Harper, Trout and the future

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In honor of Bryce Harper playing his 162nd career game, here is the list of the top 12 home run hitters through their age 20 seasons:

1. Mel Ott, 61

2. Tony Conigliaro, 56

3. Alex Rodriguez, 41

4. Ken Griffey, 38

5. Frank Robinson, 38

6. Mickey Mantle, 36

7. Mike Trout, 35

8. Al Kaline, 32

9. Bryce Harper, 31

(tie) Ted Williams, 31

11. Orlando Cepeda, 25

(tie) Eddie Mathews, 25

Now, some of these players — Alex Rodriguez, Ted Williams and Cepeda — actually turned 21at some point DURING the season, something Bryce Harper will not do until October.

There are a couple of points worth making here. One, Harper is on pace to hit 60 home runs this year. And while he probably won’t do that, he has to hit a more manageable 40 homers this year (31 more in the last five months) to pass Mel Ott for most home runs through age 20 season. He’s a pretty decent bet to do that.

But here’s an even more significant point, I think. Look at the 12 players. Tony Conigliaro seemed on his way to an extraordinary career until he was hit in the face by a Jack Hamilton pitch. the pitch fractured his cheek, dislocated his jaw and caused serious problems to his eye. His comeback  was stirring and magnificent — he hit 36 homers in 1970 — but his vision was never the same and he was done at 26 (he did try another comeback at 30, making it back to the Majors). He goes down with Herb Score and a couple of others as the greatest “What might have beens” in baseball history.

So take away Conigliaro. And take away Trout and Harper because they are active. That leaves nine players.

All nine are either in the Hall of Fame or will be in the Hall of Fame (depending on how the voters treat A-Rod). That’s amazing to me. All nine are all-time players.

It just goes to show you that displaying this sort of brilliance as an extremely young hitter is very telling and predictive. It’s interesting. Take a look at the pitchers with the most strikeouts through age 20 (since 1901):

1. Bob Feller, 712

2. Dwight Gooden, 544

3. Bert Blyleven, 359

4. Gary Nolan, 317

5. Larry Dierker, 290

6. Mike McCormick, 287

(tie) Pete Schneider, 287

8. Chief Bender, 276

9. Felix Hernandez, 253

10. Smoky Joe Wood, 244

11. Rick Ankiel, 233

12. Walter Johnson, 231

Sort of a mixed bag, isn’t it? You have all-time greats and a few OK pitchers and some washouts. Pitcher wins through Age 20 looks more or less the same — you  add Wally Bunker and Milt Pappas and Ray Sadecki, take out Walter Johnson, Rick Ankiel and King Felix. It still gives you an inconsistent mix. Pitchers get hurt: Gary Nolan did, Smoky Joe Wood did. Dwight Gooden lost his way. Rick Ankiel, well, this happened.

That sort of thing does not seem to happen as often to young hitters. Sure, they will occasionally get hurt like Conigliaro. Vada Pinson, Claudell Washington, Cesar Cedeno and a handful of other precocious young players all ran into various problems or inconsistencies along the way. But, generally speaking, brilliant young hitters stay brilliant for an extended period of time. Bryce Harper and Mike Trout are obviously a long, long, long way away from becoming all-time players. But I’d bet on both of them.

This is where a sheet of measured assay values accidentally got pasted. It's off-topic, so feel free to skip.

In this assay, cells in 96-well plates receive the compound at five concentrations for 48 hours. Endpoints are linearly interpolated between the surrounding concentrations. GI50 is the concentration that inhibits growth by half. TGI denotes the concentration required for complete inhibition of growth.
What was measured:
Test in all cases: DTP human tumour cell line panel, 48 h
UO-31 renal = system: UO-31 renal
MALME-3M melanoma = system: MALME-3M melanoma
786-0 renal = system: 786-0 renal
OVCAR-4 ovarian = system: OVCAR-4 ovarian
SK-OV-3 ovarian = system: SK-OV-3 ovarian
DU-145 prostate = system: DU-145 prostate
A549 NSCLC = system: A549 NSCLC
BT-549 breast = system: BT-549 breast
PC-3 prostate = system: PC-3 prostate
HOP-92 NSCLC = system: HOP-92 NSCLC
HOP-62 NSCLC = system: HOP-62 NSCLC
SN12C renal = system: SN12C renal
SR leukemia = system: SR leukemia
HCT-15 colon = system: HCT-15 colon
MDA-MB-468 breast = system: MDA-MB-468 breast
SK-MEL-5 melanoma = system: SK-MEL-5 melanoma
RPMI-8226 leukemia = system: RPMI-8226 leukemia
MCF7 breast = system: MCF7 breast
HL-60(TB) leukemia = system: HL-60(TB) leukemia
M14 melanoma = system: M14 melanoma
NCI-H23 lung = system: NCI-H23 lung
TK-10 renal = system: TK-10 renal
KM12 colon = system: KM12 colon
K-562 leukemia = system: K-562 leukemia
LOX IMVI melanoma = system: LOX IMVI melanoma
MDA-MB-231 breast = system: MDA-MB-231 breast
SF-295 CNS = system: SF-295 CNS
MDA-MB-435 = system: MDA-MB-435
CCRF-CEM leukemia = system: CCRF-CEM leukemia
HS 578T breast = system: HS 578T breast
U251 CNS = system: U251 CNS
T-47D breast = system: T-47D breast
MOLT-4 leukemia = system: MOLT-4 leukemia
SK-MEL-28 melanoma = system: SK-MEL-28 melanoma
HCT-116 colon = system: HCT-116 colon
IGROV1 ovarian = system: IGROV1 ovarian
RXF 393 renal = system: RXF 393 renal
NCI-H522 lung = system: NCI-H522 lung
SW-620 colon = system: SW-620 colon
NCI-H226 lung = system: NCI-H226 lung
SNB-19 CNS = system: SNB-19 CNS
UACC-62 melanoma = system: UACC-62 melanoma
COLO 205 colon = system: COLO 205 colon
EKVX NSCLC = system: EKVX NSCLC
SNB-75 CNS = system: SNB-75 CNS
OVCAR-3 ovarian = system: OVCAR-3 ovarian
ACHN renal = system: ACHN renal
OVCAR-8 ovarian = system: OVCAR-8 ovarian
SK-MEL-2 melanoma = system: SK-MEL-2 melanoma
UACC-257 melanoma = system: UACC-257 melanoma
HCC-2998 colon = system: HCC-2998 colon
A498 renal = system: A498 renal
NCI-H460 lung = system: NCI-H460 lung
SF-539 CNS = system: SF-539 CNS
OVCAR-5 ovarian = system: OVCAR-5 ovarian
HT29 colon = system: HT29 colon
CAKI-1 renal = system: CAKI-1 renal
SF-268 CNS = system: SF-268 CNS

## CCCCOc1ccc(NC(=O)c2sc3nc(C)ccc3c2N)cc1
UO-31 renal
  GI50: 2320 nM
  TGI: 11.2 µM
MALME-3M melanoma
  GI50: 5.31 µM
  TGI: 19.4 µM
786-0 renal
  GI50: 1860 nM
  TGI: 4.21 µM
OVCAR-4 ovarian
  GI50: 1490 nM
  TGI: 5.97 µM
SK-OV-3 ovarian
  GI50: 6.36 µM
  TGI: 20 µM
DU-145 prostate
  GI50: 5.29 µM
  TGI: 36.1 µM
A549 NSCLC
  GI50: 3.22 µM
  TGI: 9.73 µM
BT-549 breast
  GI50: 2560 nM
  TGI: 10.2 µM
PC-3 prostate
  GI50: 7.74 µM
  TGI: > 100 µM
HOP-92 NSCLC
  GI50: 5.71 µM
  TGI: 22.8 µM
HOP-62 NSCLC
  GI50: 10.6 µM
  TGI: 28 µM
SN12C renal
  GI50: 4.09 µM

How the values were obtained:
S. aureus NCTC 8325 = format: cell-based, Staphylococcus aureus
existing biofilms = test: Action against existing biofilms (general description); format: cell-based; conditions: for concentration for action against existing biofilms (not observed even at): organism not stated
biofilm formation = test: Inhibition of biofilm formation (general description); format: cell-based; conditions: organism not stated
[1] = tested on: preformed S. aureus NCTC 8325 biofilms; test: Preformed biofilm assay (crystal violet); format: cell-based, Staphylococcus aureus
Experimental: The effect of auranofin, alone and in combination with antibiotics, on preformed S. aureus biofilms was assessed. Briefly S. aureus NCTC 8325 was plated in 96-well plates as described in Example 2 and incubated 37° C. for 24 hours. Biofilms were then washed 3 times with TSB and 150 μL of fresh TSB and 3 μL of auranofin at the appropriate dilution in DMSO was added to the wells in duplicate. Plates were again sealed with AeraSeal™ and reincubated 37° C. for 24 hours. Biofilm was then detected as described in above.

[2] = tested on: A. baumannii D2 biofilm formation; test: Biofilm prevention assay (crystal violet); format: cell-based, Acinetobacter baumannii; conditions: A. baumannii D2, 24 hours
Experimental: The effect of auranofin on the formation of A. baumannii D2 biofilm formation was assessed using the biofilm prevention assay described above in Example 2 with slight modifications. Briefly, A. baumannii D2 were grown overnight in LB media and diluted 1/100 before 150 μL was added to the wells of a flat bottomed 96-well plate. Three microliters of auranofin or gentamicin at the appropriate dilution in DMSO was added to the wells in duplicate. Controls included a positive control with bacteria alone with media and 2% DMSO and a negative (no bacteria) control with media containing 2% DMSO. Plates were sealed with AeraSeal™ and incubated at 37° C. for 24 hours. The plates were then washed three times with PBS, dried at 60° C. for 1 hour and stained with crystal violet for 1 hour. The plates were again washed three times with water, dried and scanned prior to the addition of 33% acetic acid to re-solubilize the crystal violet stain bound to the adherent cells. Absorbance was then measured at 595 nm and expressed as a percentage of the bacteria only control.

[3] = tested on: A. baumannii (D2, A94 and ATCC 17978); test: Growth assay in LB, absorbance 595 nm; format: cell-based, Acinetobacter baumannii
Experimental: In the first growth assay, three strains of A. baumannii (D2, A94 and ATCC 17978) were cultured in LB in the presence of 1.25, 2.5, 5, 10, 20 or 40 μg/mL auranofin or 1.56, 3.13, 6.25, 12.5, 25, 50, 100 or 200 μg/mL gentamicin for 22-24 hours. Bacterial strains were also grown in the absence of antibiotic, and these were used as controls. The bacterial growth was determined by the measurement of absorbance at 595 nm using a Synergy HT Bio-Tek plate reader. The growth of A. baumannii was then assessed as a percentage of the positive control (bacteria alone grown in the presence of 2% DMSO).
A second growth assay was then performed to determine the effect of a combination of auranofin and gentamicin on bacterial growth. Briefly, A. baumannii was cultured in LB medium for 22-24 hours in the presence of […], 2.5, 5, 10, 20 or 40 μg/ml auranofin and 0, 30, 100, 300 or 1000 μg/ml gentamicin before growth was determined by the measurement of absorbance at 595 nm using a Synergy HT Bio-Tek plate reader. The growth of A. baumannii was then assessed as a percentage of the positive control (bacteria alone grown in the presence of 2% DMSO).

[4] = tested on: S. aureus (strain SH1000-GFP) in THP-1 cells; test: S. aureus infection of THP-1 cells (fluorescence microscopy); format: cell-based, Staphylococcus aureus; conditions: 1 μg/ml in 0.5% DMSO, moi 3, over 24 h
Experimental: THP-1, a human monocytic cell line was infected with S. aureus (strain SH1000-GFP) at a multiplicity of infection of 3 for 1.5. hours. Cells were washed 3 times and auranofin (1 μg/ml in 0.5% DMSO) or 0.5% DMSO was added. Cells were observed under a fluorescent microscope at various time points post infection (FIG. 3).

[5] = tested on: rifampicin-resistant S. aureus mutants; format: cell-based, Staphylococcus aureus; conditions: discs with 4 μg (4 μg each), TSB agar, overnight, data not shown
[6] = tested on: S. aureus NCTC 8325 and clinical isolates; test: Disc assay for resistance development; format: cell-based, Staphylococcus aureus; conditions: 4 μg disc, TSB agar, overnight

Watch: Christian Yelich continues to make a case for NL MVP repeat

Christian Yelich
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Christian Yelich simply can’t be stopped. The Brewers outfielder (and defending NL MVP) entered Saturday’s game with a league-leading 11 home runs after swatting two against the Dodgers on Friday night, then clubbed another two homers in the first six innings of Saturday’s game.

The first came on a 2-1 pitch from the Dodgers’ Hyun-Jin Ryu, who lobbed a changeup toward the bottom of the strike zone before it was lifted up and out to center field for a solo home run in the third inning.

While Chase Anderson and Alex Claudio held down the fort against the Dodgers’ lineup, Yelich prepared for his second blast in the sixth inning — this one a 421-foot double-decker on a first-pitch curveball from Ryu.

Yelich’s 13 home runs not only gave him a stronger grip on the league’s leaderboard, but helped him tie yet another franchise record, too. Per MLB.com’s Adam McCalvy, he’s tied with Prince Fielder for the most home runs hit by a Brewers player in a single month, and sits just one home run shy of tying Álex Rodríguez’s 2007 record for most home runs hit within any club’s first 22 games of the season.

It may be far too early to predict which players will finish first in the MVP races this fall, but there’s no denying Yelich has already set himself apart from the competition. Through Saturday’s performance, he’s batting .361/.459/.880 with a 1.329 OPS and MLB-best 31 RBI across 98 PA so far.